A qualitative study : clinical marketing strategies for medical devices innovations that increase adoption in the USA

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dc.contributor.advisor Fralich, Russell
dc.coverage.spatial United States
dc.creator Smith, Victoria Jane
dc.date.accessioned 2015-05-28T13:54:46Z
dc.date.available 2015-05-28T13:54:46Z
dc.date.issued 2015
dc.identifier.uri http://library2.smu.ca/xmlui/handle/01/26143
dc.description 1 online resource (33 p.)
dc.description Includes abstract and appendix.
dc.description Includes bibliographical references (p. 30-31).
dc.description.abstract The medical device industry is a prominent and lucrative industry in the USA that benefits the country by both improving health and improving the economy. As this industry is heavily regulated, marketers in the medical device industry are faced with unique challenges. Unfortunately, due to the nature of this industry, marketing strategies pertaining to medical devices are often over-looked by researchers and scholars. The purpose of this research is to gain insight and better understand the importance of two key clinical marketing strategies employed by medical device companies: key opinion leader (KOL) strategies and evidence-based medicine (EBM) strategies. Nine medical device companies that market medical device innovations were interviewed regarding these two strategies and how/if they have contributed to the company’s success. The results were analyzed so patterns and similarities linking these strategies to measures of success could be examined. The results suggested that a KOL strategy is highly important and always used and that companies that pay their KOLs are more likely to have sales. In order to attract and recruit KOLs, the most used strategies included networking and requesting references. The interviews also revealed that KOLs are likely to pay for products, unless they are researchers in an academic setting. With regards to EBM strategies, the interviews indicated that an EBM strategy is not always necessary to achieve sales. Further, the interviews indicated that employing a KOL and EBM strategy may leverage other strategies. When measuring success, the interviews indicated that sales were a key indicator of success. Lastly, early stage companies are less likely to have sales than mid-late stage companies and companies with niche products are more likely to have sales and less likely to employ an EBM strategy. en_CA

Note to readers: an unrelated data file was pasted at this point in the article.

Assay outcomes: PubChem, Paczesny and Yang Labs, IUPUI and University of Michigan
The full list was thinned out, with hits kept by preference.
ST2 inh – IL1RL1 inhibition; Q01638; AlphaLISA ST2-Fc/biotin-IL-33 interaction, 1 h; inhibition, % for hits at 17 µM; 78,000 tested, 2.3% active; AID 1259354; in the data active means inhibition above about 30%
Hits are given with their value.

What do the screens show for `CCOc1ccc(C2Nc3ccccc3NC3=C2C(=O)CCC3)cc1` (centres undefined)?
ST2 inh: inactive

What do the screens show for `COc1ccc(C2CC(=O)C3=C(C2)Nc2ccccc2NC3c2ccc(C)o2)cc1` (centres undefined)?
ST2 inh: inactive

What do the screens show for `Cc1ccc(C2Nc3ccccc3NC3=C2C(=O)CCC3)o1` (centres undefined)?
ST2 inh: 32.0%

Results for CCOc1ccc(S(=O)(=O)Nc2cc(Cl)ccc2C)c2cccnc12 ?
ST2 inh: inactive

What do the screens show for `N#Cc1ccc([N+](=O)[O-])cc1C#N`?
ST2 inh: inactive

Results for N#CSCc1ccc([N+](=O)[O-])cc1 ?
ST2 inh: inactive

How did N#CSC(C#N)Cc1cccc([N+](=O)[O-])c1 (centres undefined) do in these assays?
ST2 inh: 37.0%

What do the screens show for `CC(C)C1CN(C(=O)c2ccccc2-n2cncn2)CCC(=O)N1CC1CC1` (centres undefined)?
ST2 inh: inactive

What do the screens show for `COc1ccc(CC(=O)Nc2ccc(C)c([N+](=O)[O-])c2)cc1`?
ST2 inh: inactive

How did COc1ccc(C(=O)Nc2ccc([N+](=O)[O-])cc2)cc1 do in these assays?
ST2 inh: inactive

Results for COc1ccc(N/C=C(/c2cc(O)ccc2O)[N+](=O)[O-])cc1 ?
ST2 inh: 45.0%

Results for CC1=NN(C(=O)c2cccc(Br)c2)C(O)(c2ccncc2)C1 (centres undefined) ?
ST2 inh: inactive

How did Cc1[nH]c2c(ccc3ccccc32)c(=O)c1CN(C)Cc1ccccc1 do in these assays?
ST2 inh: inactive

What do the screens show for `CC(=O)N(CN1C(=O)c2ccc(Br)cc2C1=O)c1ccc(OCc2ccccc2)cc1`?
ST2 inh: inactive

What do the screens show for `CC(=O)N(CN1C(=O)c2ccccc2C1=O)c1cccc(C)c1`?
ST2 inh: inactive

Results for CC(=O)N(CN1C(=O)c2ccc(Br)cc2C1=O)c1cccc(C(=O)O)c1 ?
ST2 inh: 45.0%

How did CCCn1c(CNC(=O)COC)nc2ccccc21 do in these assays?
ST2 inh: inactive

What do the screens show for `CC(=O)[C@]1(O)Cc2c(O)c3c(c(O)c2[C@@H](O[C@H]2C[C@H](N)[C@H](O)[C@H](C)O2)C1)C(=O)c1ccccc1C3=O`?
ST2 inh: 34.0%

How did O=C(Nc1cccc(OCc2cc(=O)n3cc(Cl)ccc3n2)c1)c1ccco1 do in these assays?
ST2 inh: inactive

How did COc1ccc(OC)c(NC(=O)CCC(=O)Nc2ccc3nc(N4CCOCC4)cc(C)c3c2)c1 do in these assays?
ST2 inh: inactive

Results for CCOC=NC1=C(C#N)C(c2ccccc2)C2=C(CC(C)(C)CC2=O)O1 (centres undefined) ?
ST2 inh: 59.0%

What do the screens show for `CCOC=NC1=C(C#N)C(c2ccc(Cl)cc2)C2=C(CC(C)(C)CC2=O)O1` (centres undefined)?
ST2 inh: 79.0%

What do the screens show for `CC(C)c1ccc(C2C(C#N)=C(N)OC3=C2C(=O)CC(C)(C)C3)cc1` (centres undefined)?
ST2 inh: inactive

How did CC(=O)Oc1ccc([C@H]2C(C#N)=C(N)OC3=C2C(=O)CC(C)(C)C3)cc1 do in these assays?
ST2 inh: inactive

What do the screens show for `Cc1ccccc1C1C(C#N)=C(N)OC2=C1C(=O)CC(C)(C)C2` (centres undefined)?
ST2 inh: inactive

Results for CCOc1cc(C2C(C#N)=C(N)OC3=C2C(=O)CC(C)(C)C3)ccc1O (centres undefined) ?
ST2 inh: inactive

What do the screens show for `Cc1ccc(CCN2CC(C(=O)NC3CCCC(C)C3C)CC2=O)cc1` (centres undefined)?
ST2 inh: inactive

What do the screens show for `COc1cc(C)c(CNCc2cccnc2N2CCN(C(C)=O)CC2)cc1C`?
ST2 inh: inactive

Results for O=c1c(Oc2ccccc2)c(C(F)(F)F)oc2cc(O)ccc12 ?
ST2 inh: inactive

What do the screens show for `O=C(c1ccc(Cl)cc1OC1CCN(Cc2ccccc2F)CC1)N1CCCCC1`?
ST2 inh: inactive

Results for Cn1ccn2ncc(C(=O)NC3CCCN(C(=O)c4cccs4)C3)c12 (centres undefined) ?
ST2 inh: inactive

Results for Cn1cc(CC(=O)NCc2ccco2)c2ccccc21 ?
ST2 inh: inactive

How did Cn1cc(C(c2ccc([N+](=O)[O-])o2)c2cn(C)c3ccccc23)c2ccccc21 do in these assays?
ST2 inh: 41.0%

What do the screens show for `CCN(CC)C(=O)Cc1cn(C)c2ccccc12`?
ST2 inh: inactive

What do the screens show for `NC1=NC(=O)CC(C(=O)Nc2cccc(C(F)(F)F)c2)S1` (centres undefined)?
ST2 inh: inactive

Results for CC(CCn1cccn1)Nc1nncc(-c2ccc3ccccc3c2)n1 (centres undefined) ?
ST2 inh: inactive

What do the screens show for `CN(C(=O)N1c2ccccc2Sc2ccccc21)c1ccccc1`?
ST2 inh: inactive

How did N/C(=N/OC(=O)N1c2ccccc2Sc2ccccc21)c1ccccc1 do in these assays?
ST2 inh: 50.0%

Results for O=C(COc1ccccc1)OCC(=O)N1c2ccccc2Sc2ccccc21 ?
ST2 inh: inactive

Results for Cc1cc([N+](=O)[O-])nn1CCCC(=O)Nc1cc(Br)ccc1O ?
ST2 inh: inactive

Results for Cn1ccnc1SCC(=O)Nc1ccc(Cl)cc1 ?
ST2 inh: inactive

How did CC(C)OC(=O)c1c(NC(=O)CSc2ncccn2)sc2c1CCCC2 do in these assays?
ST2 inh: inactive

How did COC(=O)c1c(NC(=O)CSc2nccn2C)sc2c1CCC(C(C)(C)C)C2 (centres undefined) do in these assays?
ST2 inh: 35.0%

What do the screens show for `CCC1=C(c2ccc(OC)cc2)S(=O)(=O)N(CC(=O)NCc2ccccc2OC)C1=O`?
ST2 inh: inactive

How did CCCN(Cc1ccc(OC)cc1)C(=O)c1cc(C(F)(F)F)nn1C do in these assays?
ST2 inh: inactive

dc.language.iso en en_CA
dc.publisher Halifax, N.S. : Saint Mary's University
dc.title A qualitative study : clinical marketing strategies for medical devices innovations that increase adoption in the USA en_CA
dc.type Text en_CA
thesis.degree.name Master of Business Administration
thesis.degree.level Masters
thesis.degree.discipline Sobey School of Business
thesis.degree.discipline Management
thesis.degree.grantor Saint Mary's University (Halifax, N.S.)


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